On my last night in London a friend from California, the writer Julia Halprin Jackson, urges me to face the ultimate challenge: to participate in a blog-hop in which a series writers give away the little secrets of their trade by answering a few questions. Being a rookie in the writing world, I feel really honoured to have been selected to join this project. I met Julia in 2006, when she was working as a language assistant in a primary school near Fuengirola. At the time I was leading a bilingual drama workshop with a wonderful Spanish teacher, Pilar Andújar, and soon Julia became one of our main assets. I will always remember her with her little notebook, writing down all the words and expressions that came up in our conversations. We have been in touch since then and she has been a constant collaborator of COLLAGEmagazine (watch out for our next memory issue, she has contributed with a most amazing story in which she pays homage to her grandmother, Amah).
Julia is an accomplished writer: her work has appeared in West Branch Wired, California Northern, Fourteen Hills, Flatmancrooked, Sacramento News & Review, Fictionade, Fiction365, Catalyst and Spectrum, as well as selected anthologies. Julia has been awarded scholarships from the Tomales Bay Writer’s Workshops and the Bread Loaf Writer’s Conference, and earned an M.A. in Creative Writing (fiction) from UC Davis. She lives in Northern California with Ryan, her fiance, where she co-founded and co-curates Play On Words, a collaborative literary performance series. And on top of all this, she’s working on her first novel, which is set in Southern Spain. You can learn more about julia at http://juliahalprinjackson.com
So here’s my little contribution to this blog-hop:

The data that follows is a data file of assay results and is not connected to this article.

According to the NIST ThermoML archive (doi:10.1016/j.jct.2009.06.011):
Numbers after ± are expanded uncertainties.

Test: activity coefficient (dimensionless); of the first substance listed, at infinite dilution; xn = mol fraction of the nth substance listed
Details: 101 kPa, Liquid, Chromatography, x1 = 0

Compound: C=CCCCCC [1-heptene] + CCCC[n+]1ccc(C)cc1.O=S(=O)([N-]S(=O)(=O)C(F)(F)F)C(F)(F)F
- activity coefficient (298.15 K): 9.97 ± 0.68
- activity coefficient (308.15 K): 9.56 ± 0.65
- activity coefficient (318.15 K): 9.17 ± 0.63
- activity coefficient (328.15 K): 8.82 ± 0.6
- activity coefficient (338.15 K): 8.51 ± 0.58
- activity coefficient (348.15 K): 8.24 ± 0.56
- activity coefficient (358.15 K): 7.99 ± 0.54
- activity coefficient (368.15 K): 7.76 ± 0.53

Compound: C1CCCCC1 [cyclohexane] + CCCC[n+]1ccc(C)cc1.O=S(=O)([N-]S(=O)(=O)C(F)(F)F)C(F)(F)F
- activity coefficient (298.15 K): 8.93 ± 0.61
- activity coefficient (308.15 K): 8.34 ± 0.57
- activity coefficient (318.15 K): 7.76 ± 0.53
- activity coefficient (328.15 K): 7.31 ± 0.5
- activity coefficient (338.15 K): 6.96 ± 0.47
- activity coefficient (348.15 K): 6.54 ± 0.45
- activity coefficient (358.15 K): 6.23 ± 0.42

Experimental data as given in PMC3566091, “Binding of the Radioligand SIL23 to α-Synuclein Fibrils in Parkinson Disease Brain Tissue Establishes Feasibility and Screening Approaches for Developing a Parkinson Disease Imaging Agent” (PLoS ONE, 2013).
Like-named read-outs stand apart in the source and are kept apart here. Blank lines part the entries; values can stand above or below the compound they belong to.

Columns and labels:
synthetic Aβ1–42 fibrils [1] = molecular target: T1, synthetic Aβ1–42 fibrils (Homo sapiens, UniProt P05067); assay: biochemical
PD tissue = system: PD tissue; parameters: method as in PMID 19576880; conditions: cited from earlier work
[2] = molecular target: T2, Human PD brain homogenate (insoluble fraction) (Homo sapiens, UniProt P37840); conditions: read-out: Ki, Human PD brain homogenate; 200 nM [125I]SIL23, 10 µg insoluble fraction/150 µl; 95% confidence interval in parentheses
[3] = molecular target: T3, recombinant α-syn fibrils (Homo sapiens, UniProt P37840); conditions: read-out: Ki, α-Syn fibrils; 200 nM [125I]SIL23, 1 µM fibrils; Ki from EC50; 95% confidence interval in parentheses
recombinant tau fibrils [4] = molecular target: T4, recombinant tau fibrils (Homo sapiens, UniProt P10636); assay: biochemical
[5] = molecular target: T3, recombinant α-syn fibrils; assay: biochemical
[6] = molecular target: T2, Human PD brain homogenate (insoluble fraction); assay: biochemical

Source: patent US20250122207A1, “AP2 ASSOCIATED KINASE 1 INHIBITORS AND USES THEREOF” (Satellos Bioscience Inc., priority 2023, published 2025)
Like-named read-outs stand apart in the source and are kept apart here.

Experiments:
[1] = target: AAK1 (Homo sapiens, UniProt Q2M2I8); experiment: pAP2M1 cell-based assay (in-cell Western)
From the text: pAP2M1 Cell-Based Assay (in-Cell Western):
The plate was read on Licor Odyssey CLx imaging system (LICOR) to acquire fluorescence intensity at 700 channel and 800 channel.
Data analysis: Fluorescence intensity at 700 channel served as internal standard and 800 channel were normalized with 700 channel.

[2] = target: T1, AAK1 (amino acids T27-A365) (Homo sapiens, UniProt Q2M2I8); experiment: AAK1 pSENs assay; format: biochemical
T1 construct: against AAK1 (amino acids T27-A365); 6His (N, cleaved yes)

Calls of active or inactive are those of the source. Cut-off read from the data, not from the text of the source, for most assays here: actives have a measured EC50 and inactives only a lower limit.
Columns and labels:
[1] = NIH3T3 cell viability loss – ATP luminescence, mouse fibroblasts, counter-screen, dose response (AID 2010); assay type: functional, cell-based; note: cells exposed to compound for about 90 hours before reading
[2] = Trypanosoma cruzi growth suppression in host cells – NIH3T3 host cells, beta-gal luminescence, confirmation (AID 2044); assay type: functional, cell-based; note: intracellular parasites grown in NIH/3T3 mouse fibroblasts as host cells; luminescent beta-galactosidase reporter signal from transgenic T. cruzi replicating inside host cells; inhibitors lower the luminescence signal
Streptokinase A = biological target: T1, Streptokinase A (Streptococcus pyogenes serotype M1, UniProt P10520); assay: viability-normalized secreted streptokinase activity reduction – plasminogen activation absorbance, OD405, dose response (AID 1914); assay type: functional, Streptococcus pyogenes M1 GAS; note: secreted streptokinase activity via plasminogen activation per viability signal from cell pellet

What am I working on?
This year in London has been a source of inspiration. I began this blog as part of my project for the European Commission and what started like a sort of “obligation” has become a real pleasure. Thus, even if my Grundtvig assistantship expires today, my intention is to carry on adding entries to this blog. Apart from this, I have been in charge of editing and coordinating the next issue of COLLAGE magazine, which is devoted to the topic of memory and will come out at the end of this month.
Also, I have several projects in mind. One of them is to write the texts that will accompany a book containing the amazing photographs that my partner, Lorenzo Hernández, has taken all throughout this year.
Lorenzo has always encouraged me to write, but I never knew what to write about. Now, all of a sudden, my head is full of stories and characters that are waiting to be put into paper. I don’t really know where this will lead to, but I am really looking forward to embark myself into this adventure.
How is my work different than others in its genre?
I’d say that it’s probably the fact that all what I write is intimately connected to Lorenzo’s photography. His images are always my source of inspiration, although I wouldn’t say that they rule absolutely what I write. I start with the photos and then my imagination runs free.
Having said this, I must admit that Lorenzo’s way of looking at the world through his camera, his personal view, the way he makes the most mundane things beautiful and poetic, rubs off on me a little bit. We spend most of our time talking, we started a conversation almost twenty years ago and we haven’t run out of topics yet, and I think all this food for though must show up in what I write.
How does my writing process work?